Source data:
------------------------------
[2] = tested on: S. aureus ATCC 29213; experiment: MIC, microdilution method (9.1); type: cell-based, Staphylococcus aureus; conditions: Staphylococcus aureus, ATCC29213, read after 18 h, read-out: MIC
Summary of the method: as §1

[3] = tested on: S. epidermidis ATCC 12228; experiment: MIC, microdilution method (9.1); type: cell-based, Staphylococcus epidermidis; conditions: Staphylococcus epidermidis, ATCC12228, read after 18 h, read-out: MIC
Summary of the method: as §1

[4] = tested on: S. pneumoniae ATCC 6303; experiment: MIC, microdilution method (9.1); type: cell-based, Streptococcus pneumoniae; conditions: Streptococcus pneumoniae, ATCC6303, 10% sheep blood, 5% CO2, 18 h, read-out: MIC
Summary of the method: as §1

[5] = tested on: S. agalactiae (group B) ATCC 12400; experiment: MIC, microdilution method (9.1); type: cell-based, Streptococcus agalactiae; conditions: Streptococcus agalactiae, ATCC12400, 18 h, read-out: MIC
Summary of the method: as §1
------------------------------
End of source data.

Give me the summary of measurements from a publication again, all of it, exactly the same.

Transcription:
[2] = tested on: S. aureus ATCC 29213; experiment: MIC, microdilution method (9.1); type: cell-based, Staphylococcus aureus; conditions: Staphylococcus aureus, ATCC29213, read after 18 h, read-out: MIC
Summary of the method: as §1

[3] = tested on: S. epidermidis ATCC 12228; experiment: MIC, microdilution method (9.1); type: cell-based, Staphylococcus epidermidis; conditions: Staphylococcus epidermidis, ATCC12228, read after 18 h, read-out: MIC
Summary of the method: as §1

[4] = tested on: S. pneumoniae ATCC 6303; experiment: MIC, microdilution method (9.1); type: cell-based, Streptococcus pneumoniae; conditions: Streptococcus pneumoniae, ATCC6303, 10% sheep blood, 5% CO2, 18 h, read-out: MIC
Summary of the method: as §1

[5] = tested on: S. agalactiae (group B) ATCC 12400; experiment: MIC, microdilution method (9.1); type: cell-based, Streptococcus agalactiae; conditions: Streptococcus agalactiae, ATCC12400, 18 h, read-out: MIC
Summary of the method: as §1